If you are a passionate gardener who monitors the progress of your pride and joys throughout the fall, spring and summer, then you may become concerned if a shrub experiences leaf out problems late in the season or other issues. Such an occurrence may signal a serious issue or it just might mean nothing.
There are a number of reasons why late or delayed leafing may be taking place. For example, temperature and day length can affect the time of the blooming. So you should anticipate a delay
in a shrub’s leaf out during years when temperatures are cooler and an earlier blooming during warm years. These year-to-year inconsistencies are normal.
In fact, you may notice differences as the shrub matures. Young maples, for example, often sprout leaves before older species in order to absorb energy from the sun before older shrubs bloom and block the sun’s rays. These shrubs will leaf out later as they develop.
Checking the buds or the twigs can determine if more nefarious problems are at play. Remove a bud and open it. If it is green on the outside and brown inside, then that shows that the shrub may be suffering a cold injury. Check further by clipping off the bloom from the twig and strip the bark. The wood you observe under the bark should be soft and green. If the wood is dry and brown, then the shrub could be suffering from chronic stress, which is caused by insects, diseases, and poor placement of the shrub in question. Shrubs planted too close to pavement often experience chronic stress because the soil is too hot and too dry.
You should start to suspect a disease if whole branches or twigs do not leaf out or when there are no leaves on the bush.
If the wood has brown streaks, then the shrub could have verticillium wilt. To treat it, trim back the diseased twigs with a clean pruning shear until you get to healthy wood. Be sure to disinfect the shear between cuts to avoid spreading the illness. If the shrub shows symptoms on most of its branches, then you may not be able to save it.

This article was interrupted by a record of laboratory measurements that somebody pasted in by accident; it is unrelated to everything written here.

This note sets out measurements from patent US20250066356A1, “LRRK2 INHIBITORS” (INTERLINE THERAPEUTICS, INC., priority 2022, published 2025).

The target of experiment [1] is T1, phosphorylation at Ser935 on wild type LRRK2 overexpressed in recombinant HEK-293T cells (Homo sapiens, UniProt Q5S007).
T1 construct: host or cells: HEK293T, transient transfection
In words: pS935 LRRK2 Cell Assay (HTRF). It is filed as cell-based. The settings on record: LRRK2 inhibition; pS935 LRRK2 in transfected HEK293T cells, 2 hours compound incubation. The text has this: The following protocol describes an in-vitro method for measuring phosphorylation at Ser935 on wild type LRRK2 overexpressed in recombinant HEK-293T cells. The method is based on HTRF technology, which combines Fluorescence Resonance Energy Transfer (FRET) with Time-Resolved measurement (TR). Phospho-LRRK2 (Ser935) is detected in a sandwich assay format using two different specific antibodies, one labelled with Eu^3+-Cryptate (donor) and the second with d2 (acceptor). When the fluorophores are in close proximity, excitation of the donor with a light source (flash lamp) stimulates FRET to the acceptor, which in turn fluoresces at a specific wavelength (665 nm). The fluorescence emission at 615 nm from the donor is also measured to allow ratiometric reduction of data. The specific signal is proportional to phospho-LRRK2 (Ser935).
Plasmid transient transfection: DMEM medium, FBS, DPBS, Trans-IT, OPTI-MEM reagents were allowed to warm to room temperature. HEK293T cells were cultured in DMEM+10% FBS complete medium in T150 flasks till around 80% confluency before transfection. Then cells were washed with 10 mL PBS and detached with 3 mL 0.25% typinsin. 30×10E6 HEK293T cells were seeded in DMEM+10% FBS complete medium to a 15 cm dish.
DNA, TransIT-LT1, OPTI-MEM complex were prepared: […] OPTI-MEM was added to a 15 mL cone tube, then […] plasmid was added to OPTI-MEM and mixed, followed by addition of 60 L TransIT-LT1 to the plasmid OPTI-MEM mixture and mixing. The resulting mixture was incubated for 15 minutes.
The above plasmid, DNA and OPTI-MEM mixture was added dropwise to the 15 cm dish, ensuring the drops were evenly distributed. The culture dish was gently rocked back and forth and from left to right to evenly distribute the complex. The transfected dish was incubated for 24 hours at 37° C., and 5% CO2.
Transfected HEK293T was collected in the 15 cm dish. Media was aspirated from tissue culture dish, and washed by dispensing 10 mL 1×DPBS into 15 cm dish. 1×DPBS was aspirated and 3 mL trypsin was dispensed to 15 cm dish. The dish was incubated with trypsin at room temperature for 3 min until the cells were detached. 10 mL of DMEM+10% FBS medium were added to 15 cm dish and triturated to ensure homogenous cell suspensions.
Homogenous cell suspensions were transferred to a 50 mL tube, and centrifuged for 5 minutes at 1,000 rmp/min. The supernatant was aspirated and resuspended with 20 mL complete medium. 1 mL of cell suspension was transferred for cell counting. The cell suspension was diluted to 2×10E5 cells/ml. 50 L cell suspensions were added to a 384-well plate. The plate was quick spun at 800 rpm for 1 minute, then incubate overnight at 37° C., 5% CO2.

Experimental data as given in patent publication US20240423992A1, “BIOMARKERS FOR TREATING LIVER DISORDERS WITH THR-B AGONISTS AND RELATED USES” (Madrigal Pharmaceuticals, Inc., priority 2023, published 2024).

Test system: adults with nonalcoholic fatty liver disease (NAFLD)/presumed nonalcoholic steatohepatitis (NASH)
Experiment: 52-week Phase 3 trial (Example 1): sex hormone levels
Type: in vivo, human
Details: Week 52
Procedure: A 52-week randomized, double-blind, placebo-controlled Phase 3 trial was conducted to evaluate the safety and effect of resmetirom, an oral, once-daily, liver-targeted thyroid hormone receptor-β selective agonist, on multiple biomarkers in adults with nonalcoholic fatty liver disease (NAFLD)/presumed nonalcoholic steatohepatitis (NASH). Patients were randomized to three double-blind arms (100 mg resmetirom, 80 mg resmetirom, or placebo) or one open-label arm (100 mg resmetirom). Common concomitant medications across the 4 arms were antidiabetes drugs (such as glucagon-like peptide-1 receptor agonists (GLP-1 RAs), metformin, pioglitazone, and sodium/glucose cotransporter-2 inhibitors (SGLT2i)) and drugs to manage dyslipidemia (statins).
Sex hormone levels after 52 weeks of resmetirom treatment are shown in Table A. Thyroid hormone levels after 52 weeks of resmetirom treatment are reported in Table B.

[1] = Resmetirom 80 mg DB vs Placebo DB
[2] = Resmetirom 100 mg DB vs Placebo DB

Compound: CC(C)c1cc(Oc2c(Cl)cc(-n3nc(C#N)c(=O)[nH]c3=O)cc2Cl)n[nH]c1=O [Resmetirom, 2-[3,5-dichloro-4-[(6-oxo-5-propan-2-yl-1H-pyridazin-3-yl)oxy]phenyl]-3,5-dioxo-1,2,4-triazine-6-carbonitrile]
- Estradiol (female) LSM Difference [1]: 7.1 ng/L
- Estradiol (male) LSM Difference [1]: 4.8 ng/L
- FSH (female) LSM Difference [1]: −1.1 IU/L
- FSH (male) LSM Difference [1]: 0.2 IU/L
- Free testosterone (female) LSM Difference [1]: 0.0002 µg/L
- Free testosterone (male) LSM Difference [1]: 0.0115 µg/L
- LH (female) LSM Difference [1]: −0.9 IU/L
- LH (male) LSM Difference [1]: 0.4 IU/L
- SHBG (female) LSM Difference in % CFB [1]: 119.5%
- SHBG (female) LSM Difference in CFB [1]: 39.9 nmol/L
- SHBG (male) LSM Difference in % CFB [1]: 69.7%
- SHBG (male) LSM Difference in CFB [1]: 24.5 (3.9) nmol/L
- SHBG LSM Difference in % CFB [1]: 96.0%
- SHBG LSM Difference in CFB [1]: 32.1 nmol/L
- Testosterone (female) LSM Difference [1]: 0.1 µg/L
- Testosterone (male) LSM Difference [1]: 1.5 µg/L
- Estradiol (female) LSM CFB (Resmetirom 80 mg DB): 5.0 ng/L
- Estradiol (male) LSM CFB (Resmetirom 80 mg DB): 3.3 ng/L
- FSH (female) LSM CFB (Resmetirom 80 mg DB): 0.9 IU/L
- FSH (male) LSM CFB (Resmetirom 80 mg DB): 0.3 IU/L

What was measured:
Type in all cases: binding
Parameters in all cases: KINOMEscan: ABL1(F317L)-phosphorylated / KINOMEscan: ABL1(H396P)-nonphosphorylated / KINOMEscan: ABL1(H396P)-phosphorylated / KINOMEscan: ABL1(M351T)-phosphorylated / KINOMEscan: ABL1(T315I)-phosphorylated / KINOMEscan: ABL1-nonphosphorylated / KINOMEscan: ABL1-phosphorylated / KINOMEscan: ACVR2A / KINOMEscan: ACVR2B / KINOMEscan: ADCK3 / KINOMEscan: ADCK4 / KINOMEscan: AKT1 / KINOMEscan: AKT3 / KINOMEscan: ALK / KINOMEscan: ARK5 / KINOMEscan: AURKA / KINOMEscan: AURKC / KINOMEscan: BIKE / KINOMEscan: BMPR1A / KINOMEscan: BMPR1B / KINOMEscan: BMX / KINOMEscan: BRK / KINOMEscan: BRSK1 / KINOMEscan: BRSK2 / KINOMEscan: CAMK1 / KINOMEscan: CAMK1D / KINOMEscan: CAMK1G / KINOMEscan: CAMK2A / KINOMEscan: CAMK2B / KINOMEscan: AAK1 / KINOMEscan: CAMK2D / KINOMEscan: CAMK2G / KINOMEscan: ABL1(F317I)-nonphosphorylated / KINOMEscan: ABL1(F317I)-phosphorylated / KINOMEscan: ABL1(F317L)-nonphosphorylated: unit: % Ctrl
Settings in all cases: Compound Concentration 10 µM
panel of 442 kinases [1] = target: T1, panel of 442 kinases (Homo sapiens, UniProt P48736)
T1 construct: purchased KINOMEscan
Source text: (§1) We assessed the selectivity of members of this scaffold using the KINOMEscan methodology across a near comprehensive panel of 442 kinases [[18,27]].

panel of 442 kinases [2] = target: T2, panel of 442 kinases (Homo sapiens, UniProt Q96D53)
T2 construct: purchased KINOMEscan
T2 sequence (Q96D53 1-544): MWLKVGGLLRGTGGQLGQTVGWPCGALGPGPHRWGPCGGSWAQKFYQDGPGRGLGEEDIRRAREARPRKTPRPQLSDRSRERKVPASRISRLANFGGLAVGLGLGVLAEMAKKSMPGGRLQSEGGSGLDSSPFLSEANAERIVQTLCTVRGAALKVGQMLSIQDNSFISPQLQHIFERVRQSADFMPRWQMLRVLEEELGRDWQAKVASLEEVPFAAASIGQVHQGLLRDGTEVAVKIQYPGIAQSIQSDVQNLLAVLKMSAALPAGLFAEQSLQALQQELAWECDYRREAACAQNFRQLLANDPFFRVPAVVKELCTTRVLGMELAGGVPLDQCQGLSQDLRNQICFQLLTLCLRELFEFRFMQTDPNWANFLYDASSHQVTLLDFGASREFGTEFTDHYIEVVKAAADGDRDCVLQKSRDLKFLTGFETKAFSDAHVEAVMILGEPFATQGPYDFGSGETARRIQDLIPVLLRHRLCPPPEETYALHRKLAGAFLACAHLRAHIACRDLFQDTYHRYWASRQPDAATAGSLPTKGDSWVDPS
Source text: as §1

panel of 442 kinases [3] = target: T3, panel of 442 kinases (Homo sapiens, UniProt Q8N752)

If the shrub is completely defoliated, then you probably have insect problems. You need to identify the insect that is causing the trouble so that you can use the proper insecticide. If you can’t identify the bug, then consult with the extension service of a nearby university.
Do not use non-specific insecticide on the shrub because you may make the problem worse. First use non-chemical methods to eradicate the insects. If that doesn’t work, then use only the insecticide that kills the bug you want to kill. Carefully follow the instructions. Improper mixing or spraying at the wrong time can cause serious damage to the shrub.
Signs of a tar spot fungus infection of a tree commonly occur in the middle of June or mid-July through early August. The leaves will exhibit small, pale yellow spots. The size of the spots increase and the yellow color intensifies as the season advances.
Tar spots don’t threaten the health of the tree. However, as they grow and intensify the appearance of the tree could become unsightly. If the tree is heavily infected, then there could be early shedding of leaves.
The best way to handle this condition is to rake and burn leaves in the fall. This reduces the amount of over winterizing spots, which can cause spores during the coming spring. Experts also suggest that you thin out the leaves of the tree branches to encourage better air flow. You may also have to purchase fungicides to help control the infection. Follow the instructions on the label to assure that you use the substance properly because they can cause damage to some plants.
You may have to apply the fungicide more than once depending on the harshness of the problem.
Think of the treatment of tar spots the same as you do when treating an allergy. It never goes away, but with regular treatment there are fewer symptoms each year.